MEDFORD, Mass. (AP) — Tufts University says it has rescinded an honorary doctor of arts degree it gave to Bill Cosby a decade and a half ago.
The university’s board of trustees says in a statement it decided to withdraw the honor after concluding there was “a substantial basis” to discredit the accomplishments Cosby was recognized for in 2000.
Court documents unsealed in July show the 78-year-old Cosby admitting extramarital relationships with several women, some of whom accuse him of sexual assault.
Cosby has never been charged with a crime.
Tufts President Anthony Monaco said Thursday that Cosby has shown “a lack of character and integrity” that does not represent the school’s values.
Tufts said it’s also withdrawing an award given to Cosby in 2011 for excellence in children’s media.
In related news, a woman who appeared on an educational children’s TV show as a teenager with Bill Cosby has sued him, saying he defamed her after she gave an interview claiming he sexually abused her in the 1980s.
The lawsuit, filed Wednesday by 48-year-old Renita Hill, of Baldwin, says Cosby helped pay for her college tuition and housing until she broke off contact with him in 1987 after years of abuse.
Hill is one of more than two dozen women to accuse Cosby of similar abuse dating to the 1960s, though only a few have sued him. Hill is the fourth to sue him for defamation. Another woman, a former employee at Cosby’s alma mater, Temple University, sued, claiming he abused her while acting as a mentor. She settled her lawsuit out of court in 2006.
According to the newest lawsuit, Hill was 16 when she met Cosby during a 1983 talent search for “Picture Pages,” which he hosted.
Cosby hired her and shortly afterward began flying her to cities where he was performing, including Denver, Atlantic City, New Jersey, and New York. There, he’d give her alcohol she believes was laced with drugs and molest her in hotel rooms he provided, the lawsuit said.
“Once Cosby finished his show, or business, Renita would be summoned to his room. Once there, Cosby would hand Renita a glass with some form of liquid in it and instruct her to ‘drink that,'” the lawsuit said.
Most of the time, after drinking, “Renita would lose consciousness and wake up in her room the next day, oftentimes nude, disheveled, confused and disoriented,” the lawsuit said.
Hill assumed the first time it happened she had just drunk too much and “blacked out.”
“However, it soon became clear to Renita that she was being assaulted and taken advantage of during these occasions, and that she was just not ‘blacking out’ from alcohol intake,” but rather that “the drinks provided to her by Cosby contained drug(s) that affected her consciousness, memory and perception,” the lawsuit said.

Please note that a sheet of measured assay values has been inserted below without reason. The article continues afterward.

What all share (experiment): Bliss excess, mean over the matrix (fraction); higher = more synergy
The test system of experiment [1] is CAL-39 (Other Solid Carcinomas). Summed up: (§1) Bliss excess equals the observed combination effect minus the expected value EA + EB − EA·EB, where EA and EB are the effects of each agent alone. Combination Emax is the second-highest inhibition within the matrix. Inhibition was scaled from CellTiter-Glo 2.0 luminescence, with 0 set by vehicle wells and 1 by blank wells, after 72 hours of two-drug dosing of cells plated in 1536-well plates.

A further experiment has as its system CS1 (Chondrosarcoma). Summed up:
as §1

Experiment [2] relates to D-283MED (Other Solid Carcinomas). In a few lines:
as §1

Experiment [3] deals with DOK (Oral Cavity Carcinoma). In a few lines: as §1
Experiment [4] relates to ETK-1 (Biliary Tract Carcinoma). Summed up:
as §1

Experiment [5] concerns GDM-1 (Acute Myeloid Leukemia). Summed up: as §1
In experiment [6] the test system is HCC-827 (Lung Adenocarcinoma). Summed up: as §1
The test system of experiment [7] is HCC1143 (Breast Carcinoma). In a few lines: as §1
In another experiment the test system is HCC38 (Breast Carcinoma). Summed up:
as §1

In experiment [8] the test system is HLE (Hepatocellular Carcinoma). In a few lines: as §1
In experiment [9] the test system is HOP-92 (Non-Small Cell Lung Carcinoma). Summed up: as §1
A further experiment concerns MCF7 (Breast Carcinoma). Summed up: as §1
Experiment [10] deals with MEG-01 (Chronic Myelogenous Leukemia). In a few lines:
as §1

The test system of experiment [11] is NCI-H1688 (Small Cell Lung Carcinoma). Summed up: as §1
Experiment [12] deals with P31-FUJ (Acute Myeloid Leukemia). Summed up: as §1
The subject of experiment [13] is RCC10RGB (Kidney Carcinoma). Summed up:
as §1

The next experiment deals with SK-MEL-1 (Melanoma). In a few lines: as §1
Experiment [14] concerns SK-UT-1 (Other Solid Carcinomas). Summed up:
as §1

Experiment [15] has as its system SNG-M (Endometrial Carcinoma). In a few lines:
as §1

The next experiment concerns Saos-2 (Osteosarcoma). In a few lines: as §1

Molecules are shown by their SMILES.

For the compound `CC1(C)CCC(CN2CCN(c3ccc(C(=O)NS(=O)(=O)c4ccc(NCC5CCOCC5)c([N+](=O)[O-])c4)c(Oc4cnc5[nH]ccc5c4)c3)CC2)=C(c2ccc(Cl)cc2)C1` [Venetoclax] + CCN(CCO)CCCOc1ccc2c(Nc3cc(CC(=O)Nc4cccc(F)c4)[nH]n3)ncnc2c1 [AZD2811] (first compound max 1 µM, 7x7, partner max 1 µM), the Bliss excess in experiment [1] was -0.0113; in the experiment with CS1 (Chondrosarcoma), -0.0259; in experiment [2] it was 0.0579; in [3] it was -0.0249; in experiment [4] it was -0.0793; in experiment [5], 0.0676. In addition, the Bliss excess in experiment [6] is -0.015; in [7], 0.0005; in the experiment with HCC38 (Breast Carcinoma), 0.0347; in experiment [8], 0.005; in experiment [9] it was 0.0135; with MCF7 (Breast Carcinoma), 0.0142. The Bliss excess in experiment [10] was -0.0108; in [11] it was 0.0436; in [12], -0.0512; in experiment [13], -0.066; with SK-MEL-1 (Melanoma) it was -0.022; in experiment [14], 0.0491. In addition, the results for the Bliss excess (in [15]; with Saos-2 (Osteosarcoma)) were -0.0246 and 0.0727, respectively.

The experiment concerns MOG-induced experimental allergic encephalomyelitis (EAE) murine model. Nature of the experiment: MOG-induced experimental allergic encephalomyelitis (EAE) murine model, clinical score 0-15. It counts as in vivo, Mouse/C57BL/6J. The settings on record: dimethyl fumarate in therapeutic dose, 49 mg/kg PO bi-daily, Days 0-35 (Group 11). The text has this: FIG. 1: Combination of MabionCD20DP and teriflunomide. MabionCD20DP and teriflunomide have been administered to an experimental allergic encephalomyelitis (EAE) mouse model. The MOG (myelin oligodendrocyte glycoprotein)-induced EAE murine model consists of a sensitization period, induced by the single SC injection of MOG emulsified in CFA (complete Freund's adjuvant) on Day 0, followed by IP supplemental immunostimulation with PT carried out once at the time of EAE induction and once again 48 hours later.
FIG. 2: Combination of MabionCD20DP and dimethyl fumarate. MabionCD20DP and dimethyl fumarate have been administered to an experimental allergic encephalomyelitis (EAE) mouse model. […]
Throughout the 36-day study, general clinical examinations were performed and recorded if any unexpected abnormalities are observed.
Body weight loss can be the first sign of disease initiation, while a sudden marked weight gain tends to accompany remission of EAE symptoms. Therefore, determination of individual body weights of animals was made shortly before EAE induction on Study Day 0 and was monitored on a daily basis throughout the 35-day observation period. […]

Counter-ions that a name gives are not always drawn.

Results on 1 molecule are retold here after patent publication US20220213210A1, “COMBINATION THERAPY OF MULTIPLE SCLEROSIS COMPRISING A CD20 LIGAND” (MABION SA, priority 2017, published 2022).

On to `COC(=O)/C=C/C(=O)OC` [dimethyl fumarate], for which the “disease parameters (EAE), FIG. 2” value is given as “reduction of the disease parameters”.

The abuse continued sporadically until 1987, when Hill broke off contact with Cosby while she was a sophomore in college and refused to let him continue paying for her college and housing, the lawsuit said.
The Associated Press does not generally identify people who say they are victims of sexual abuse, but Hill’s attorney says she doesn’t want to be anonymous. They planned a news conference Thursday to discuss the lawsuit, which was filed in Pittsburgh.
Cosby’s lawyers and publicist didn’t immediately return messages seeking comment Thursday.
Hill decided to come forward in November after other women began renewing similar allegations against Cosby, who has never been charged with a crime and has repeatedly denied all similar accusations.
Hill said she was defamed by various comments and statements that Cosby made about his accusers or that were issued on Cosby’s behalf by his wife and attorney.
None of the statements named Hill, but all were made or issued after she publicly accused him on KDKA-TV, the lawsuit said.
According to the lawsuit, a day after Hill’s interview, Cosby attorney Martin Singer issued a statement saying: “The new, never-before-heard claims from women who have come forward in the past two weeks with unsubstantiated, fantastical stories about things they say occurred 30, 40, or even 50 years ago have escalated far past the point of absurdity.”
Cosby told Florida Today after Hill came forward: “I know people are tired of me not saying anything, but a guy doesn’t have to answer to innuendos,” the lawsuit said.
In December, Cosby’s wife, Camille, released a letter questioning the honesty of Cosby’s accusers, saying, “There appears to be no vetting of my husband’s accusers before stories are published or aired.”
Those statements, the lawsuit said, were “made and broadcast with the intent to paint Renita; and the other women who had come public with allegations and accusations of sexual abuse, as liars.”
The lawsuit seeks unspecified damages for defamation and emotional distress stemming from both the alleged abuse and Cosby denials.
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